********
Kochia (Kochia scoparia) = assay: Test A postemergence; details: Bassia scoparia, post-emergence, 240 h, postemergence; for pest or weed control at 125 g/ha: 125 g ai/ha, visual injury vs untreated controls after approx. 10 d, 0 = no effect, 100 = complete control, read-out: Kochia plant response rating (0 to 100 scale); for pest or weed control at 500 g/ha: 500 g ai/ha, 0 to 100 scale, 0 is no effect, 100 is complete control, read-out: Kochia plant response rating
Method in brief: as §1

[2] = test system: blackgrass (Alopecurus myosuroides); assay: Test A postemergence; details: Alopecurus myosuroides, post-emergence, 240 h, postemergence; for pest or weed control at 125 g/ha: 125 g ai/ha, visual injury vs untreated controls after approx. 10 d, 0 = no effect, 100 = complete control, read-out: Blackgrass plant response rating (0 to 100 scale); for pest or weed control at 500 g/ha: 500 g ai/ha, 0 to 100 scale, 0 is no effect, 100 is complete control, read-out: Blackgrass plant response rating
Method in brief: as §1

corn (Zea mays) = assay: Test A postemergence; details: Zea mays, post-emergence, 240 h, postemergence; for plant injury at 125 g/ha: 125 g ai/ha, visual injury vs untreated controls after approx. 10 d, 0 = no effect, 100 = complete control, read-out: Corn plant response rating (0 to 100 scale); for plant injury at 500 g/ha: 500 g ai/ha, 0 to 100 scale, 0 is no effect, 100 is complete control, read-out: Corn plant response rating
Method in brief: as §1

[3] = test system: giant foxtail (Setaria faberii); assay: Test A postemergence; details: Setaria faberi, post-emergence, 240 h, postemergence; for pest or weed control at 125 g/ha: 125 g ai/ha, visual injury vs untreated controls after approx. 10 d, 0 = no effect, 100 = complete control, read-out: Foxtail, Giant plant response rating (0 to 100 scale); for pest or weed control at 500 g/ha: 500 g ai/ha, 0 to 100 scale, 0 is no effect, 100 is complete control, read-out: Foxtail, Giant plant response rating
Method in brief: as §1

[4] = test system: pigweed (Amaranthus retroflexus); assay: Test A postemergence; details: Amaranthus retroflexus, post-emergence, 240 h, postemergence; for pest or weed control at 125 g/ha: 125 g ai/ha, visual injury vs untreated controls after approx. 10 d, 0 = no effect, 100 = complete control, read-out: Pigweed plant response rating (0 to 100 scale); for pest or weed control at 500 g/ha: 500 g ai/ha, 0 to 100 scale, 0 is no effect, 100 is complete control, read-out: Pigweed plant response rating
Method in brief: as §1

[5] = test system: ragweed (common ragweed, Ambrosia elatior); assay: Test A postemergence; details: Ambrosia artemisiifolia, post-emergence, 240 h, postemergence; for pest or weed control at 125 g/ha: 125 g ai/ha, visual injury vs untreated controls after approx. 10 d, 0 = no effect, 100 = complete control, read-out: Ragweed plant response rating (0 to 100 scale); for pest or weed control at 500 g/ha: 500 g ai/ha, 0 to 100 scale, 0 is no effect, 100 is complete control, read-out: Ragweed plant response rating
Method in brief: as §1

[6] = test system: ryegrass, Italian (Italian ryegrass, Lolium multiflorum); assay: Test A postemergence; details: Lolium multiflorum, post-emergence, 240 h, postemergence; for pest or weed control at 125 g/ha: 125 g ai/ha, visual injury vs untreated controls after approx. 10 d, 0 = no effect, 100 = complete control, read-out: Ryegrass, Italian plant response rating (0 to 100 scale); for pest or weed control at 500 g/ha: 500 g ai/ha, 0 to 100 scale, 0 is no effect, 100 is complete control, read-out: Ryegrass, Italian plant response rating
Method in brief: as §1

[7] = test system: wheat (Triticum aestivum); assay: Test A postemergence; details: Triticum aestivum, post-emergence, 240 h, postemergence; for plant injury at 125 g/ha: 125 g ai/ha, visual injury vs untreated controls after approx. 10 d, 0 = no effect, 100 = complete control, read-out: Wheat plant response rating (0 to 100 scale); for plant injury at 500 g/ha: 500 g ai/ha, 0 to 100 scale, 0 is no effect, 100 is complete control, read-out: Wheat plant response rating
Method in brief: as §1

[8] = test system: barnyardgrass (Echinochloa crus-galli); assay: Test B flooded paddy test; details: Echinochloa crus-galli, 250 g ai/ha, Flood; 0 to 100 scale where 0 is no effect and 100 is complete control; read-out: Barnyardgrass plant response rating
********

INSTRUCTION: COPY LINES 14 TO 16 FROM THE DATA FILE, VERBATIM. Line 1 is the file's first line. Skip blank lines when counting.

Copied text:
Method in brief: as §1

[7] = test system: wheat (Triticum aestivum); assay: Test A postemergence; details: Triticum aestivum, post-emergence, 240 h, postemergence; for plant injury at 125 g/ha: 125 g ai/ha, visual injury vs untreated controls after approx. 10 d, 0 = no effect, 100 = complete control, read-out: Wheat plant response rating (0 to 100 scale); for plant injury at 500 g/ha: 500 g ai/ha, 0 to 100 scale, 0 is no effect, 100 is complete control, read-out: Wheat plant response rating
Method in brief: as §1